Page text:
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Combating Superstitions

2022 NOV 7

Mains   > Society   >   Features of Indian Society   >   Secularism


  • The alleged human sacrifice of two women in Kerala has recast a focus on the severity of superstitious beliefs existing in the country and the necessity for a strong fight against the menace.


  • As per the National Crime Records Bureau’s (NCRB) 2021 report, six deaths were linked to human sacrifices, while witchcraft was the motive for 68 killings.
  • The maximum number of witchcraft cases were reported from Chhattisgarh (20), followed by Madhya Pradesh (18) and Telangana (11).
  • However, the NCRB data does not provide details of occult-related crimes or those related with witch-hunting attacks. Hence, the actual estimates could be much higher.


  • There is no central law that exclusively deals with crimes related to witchcraft, superstition, or occult-inspired activities.
  • However, certain sections of the Indian Penal Code enlist penalties for such incidents:
    • Section 302 (punishment for murder) takes cognisance of human sacrifice, but only after the murder is committed.
    • Section 295A (Deliberate and malicious acts, intended to outrage religious feelings of any class by insulting its religion or religious beliefs) works to discourage such practices.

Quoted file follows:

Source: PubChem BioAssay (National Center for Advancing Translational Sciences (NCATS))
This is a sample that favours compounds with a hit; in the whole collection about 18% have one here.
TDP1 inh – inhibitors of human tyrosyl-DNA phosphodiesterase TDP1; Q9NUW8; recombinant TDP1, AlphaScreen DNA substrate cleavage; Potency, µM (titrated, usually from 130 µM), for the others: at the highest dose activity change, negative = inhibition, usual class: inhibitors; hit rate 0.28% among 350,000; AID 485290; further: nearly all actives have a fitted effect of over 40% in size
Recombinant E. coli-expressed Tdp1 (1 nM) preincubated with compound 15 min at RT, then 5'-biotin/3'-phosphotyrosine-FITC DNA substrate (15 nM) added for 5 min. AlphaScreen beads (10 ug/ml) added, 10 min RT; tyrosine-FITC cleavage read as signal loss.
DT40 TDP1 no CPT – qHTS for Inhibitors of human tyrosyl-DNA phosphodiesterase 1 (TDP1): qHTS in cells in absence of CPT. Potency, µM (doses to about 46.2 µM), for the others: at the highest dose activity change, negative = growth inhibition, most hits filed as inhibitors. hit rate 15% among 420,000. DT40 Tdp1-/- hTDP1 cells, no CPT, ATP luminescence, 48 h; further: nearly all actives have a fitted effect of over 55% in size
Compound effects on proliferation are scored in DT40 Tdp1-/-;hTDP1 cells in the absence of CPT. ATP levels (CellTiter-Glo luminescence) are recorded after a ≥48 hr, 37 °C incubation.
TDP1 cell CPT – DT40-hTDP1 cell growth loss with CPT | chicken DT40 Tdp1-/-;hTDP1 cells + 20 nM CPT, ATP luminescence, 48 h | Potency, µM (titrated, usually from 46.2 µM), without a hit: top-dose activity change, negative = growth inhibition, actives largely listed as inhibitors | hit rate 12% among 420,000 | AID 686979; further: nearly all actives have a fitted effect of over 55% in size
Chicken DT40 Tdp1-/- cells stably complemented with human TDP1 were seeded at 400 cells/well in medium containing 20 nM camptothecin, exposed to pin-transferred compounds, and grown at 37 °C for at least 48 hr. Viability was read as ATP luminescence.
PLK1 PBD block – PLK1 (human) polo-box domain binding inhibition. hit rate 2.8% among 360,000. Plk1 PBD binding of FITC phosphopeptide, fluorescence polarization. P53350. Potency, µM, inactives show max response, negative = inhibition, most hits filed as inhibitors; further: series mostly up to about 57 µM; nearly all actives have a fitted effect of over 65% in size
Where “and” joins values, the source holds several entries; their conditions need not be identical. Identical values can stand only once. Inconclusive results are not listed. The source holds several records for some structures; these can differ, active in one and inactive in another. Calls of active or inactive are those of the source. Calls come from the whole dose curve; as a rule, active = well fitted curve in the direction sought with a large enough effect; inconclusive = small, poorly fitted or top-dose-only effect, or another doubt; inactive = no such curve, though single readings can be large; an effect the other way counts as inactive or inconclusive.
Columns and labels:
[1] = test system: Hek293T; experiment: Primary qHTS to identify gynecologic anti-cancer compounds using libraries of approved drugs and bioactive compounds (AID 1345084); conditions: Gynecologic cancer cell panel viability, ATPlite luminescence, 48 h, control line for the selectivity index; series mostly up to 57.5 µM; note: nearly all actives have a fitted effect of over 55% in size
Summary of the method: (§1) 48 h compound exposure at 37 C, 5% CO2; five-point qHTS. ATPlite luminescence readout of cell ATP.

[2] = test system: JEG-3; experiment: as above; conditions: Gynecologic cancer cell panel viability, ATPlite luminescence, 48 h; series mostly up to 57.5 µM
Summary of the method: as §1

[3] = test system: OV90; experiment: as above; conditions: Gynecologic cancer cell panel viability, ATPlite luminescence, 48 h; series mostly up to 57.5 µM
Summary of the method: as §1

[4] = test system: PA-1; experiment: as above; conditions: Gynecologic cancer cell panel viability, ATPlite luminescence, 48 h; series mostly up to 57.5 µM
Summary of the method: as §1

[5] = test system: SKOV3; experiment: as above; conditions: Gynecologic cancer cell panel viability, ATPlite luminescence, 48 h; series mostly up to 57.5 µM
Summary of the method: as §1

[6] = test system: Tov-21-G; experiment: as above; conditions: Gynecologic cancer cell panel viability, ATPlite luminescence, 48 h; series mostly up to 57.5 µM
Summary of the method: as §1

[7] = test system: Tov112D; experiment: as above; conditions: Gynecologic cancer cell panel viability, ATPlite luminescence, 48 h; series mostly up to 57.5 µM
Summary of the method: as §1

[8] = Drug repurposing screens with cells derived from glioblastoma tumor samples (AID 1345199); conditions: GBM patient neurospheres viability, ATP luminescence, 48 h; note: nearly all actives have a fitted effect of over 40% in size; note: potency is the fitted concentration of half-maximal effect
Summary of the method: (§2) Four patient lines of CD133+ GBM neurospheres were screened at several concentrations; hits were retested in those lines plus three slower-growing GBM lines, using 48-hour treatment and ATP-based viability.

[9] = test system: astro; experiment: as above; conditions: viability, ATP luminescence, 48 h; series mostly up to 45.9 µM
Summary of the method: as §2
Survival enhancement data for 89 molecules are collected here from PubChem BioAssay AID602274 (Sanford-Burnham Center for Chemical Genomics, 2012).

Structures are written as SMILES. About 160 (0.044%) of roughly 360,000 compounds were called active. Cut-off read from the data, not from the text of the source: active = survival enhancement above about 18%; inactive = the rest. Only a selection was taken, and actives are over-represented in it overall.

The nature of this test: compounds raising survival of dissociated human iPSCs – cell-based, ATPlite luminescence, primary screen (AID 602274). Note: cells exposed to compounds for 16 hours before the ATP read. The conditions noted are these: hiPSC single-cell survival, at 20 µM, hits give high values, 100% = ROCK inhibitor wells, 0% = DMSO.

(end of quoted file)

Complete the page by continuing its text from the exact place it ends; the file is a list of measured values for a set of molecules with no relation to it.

• Article 51A (h) makes it a fundamental duty for Indian citizens to develop the scientific temper, humanism and the spirit of inquiry and reform.
  • Other provisions under the Drugs and Magic Remedies Act of 1954 also aim to tackle the debilitating impact of various superstitious activities prevalent in India.
  • State-Specific Laws:
    • In 1999, Bihar became the first State to enact a law to prevent witchcraft, identification of a woman as a witch and “eliminate torture, humiliation and killing of women.”
    • Today, Jharkhand, Chhattisgarh, Odisha, Maharashtra, Rajasthan, Assam and Karnataka have enacted laws to counter witchcraft and protect women from deadly ‘witch-hunting’.
    • Some of these legislations have specific provision to deal with ‘godmen’, like the Maharashtra Prevention and Eradication of Human Sacrifice and Other Inhuman, Evil and Aghori Practices and Black Magic Act.


  • Materialistic culture:
    • Excessive desire for money and power in the modern competitive world is a major contributor to superstitions and rituals.
  • Cultural influence:
    • Many superstitions have its roots in religion. Hence, people who grew up in a particular culture or religion may carry the beliefs forward, even subconsciously.
  • Social inertia:
    • Social inertia is the resistance to change. Most people perform superstitious rituals since they were followed for decades and they do not wish to break them.
  • Fear:
    • People follow these practices out of fear to “not tempt fate” or to adhere to the prevailing social norms. They consider the costs of abiding by the superstition low compared with the potential outcome of not following them.
  • Placebo effect:
    • The placebo effect is when a person's physical or mental health appears to improve after taking a placebo or 'dummy' treatment. For many people, engaging with superstitious behaviour provides a sense of control and reduces anxiety.
  • Absence of scientific temper: